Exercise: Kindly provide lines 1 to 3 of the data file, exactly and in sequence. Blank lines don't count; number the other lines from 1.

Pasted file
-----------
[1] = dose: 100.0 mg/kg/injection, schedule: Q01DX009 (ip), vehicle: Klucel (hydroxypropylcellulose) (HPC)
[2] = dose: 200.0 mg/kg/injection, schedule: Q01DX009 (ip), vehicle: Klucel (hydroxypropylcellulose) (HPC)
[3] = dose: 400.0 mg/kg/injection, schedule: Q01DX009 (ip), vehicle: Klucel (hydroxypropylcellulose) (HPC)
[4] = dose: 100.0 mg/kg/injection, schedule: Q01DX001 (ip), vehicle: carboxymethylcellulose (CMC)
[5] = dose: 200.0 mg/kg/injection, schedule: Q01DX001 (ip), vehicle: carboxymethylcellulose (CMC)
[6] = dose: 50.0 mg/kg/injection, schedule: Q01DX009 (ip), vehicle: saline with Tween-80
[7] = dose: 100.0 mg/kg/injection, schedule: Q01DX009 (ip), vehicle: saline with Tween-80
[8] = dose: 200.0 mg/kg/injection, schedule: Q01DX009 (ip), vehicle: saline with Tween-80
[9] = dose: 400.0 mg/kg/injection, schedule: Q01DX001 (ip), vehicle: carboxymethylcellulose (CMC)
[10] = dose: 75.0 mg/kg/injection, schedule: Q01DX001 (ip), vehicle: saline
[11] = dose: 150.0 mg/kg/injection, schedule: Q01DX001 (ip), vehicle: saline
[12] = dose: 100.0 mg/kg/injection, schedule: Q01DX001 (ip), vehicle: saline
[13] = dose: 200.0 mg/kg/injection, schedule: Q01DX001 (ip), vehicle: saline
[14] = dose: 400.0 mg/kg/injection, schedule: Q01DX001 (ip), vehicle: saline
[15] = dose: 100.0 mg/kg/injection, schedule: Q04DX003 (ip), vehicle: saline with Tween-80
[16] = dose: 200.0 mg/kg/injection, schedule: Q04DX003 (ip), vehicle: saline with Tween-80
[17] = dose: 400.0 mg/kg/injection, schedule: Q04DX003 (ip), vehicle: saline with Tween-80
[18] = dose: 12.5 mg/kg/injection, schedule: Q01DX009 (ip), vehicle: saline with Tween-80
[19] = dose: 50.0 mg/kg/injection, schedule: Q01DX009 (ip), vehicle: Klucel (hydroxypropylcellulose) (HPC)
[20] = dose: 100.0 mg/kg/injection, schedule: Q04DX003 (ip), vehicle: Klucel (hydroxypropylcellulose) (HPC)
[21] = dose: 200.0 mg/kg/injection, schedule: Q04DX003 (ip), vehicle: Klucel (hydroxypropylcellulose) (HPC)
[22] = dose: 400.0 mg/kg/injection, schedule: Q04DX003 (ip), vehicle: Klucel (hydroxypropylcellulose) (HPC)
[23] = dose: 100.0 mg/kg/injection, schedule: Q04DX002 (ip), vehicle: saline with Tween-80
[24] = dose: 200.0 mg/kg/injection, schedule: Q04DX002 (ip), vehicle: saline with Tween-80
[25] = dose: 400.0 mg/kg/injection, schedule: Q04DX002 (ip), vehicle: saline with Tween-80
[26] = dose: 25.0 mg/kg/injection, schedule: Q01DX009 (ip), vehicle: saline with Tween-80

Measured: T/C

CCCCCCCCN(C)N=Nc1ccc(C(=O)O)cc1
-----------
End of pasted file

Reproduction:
[1] = dose: 100.0 mg/kg/injection, schedule: Q01DX009 (ip), vehicle: Klucel (hydroxypropylcellulose) (HPC)
[2] = dose: 200.0 mg/kg/injection, schedule: Q01DX009 (ip), vehicle: Klucel (hydroxypropylcellulose) (HPC)
[3] = dose: 400.0 mg/kg/injection, schedule: Q01DX009 (ip), vehicle: Klucel (hydroxypropylcellulose) (HPC)